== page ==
12. 12. Wax Alternatives: Growing market  The future is clear – wax replacement packaging will become a necessity  Opportunities to sharply reduce their landfill costs, while boosting their recycling levels  In 2010, the corrugated industry shipped 6.4 billion square feet of boxes using recyclable wax alternative coatings. That’s over 30% more than the 4.9 billion square feet shipped in 2009 and 385% more than when first measured in 2002, dramatically increasing the volume of containers that could be recycled. 12 (Source: Corrugated Packaging Alliance, 2011)
  13. 13. Extrusion Coating: PE, PP and HDPE  Extrusion coating allows processing a variety of polymers and board  Paper and paperboard (SBS, CCNB, CRB, Bending Chipboard, Liner)  LDPE - most widely used material for extrusion coating applications: easy to process, provides adequate moisture barrier, has excellent sealing properties, grease resistance and lamination layer and cost competitive  13 PP and HDPE
  14. 14. Extrusion Coating: Hygroscopic Resin  Hygroscopic resin consume more torque than the standard olefin resin: Low shear (low speed), high torque  PET coated paperboard: Thermoformed paperbased trays, Ovenable/Microwavable paper-based trays/folding carton  Nylon coated paperboard: Corrugated box (pass through the corrugators)  PLA coated paperboard: Compostable Paperbased bags, Take-out box… 14
  15. 15. Bioplastic: Sustainable and Functional  The bioplastic Market in 2010 was 771 million pounds. This is expected to reach nearly 932 million pounds in 2011 and then further increase to 2.5 billion pounds in 2016, at a CAGR of 22% for the 5-year period  Biopolastcis can be used as barrier coatings 15 (Source: BBC Research 2011)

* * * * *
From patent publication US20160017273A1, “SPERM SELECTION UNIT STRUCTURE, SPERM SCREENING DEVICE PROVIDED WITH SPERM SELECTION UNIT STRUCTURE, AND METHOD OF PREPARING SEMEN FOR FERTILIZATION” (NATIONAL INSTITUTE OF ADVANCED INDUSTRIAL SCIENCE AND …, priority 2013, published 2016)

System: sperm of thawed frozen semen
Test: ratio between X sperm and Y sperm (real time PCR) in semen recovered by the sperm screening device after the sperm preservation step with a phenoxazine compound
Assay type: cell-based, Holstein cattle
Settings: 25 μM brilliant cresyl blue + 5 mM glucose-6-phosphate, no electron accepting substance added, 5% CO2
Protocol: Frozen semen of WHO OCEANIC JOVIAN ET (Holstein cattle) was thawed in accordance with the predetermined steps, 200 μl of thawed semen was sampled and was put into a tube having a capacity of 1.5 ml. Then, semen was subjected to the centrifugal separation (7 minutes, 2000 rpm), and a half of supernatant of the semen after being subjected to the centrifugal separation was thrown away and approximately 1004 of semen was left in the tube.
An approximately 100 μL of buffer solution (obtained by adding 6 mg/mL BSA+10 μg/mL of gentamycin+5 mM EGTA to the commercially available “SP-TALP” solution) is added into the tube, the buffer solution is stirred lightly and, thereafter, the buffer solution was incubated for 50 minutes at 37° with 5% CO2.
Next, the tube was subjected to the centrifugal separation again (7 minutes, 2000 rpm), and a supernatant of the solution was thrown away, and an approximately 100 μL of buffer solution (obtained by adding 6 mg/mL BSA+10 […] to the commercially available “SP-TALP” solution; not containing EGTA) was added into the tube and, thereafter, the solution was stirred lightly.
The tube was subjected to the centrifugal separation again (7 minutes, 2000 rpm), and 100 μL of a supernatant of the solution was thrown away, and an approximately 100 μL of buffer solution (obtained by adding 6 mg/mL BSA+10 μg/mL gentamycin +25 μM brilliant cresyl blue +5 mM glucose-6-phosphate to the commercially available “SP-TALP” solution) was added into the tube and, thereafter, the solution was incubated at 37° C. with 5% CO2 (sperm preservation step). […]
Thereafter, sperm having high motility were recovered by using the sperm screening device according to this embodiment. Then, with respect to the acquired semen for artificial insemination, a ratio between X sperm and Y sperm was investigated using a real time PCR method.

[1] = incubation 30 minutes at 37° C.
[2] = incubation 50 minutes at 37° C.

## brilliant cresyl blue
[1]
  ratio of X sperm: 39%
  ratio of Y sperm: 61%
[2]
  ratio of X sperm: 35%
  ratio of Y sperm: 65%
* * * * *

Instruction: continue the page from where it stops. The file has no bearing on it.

16. 16. Bioplastic: Confusion in terminology  Biopolymers are plastics that are biodegradable/ compostable and/or have bio-based content  Biomass based plastics are not always biodegradable  Biodegradable plastics are not always biomass-based 16
  17. 17. Biodegradable/Compostable/Biobased  Distinctions are subtle but significant  All biodegradable material are not compostable  Biobased not necessarily compostable  Biobased: Focus is on the “origin of life” or where did the carbon come from (ASTM D6866). Uses C14 content measurement  Compostable: Focus is on “end of life or disposal”. Independent of carbon source standards (EN13432 and ASTM D6400) 17
  18. 18. Bioplastics: Challenges & Hurdles 1) Confusion in terminology: Biodegradable, Oxo, Biobased, Compostable? Education is needed to clarify in the minds of consumers and clients, the environmental benefits of these new materials 2) End of life hurdles: the puzzle? Consumers are 3) Carbon footprint: bioplastics not necessarily greener than oil based relatives? Skeptics about confused when it comes to separating biodegradable, compostable and recyclable plastics. Information about how to best dispose of it, is necessary LCA studies: data may not be accurate or complete and system boundaries are not easily defined 18
  19. 19. Bioplastics: Challenges & Hurdles 4) Price: Current prices for bioplastics are significantly higher than the cost of PE. People are environmentally conscious when it’s convenient and affordable. Higher oil prices are lowering the gap in prices of bioplastics and conventional plastics 5) Weak barrier properties: MVTR, OTR, heat resistance, microwavable…? Barrier and physical properties may limit applications - Blends and compounding 6) Value proposition: Promoting Biobased, Biodegradable or Compostable? Is not yet clear in the minds of most consumers and clients 19
  20. 20. Bio-resin extrusion coating: Challenges Bio-resin could not be processed at existing PE screw: Stability is poor, melt temperature are too high, and the available torque is inadequate 1. Bio-resins consume more torque than the standard olefin resin: Low shear (low speed), high torque → New screw 2. Bio-resins are very hygroscopic. Hygroscopic materials absorb water, even from the air: Inline drying is essential → Dryers 20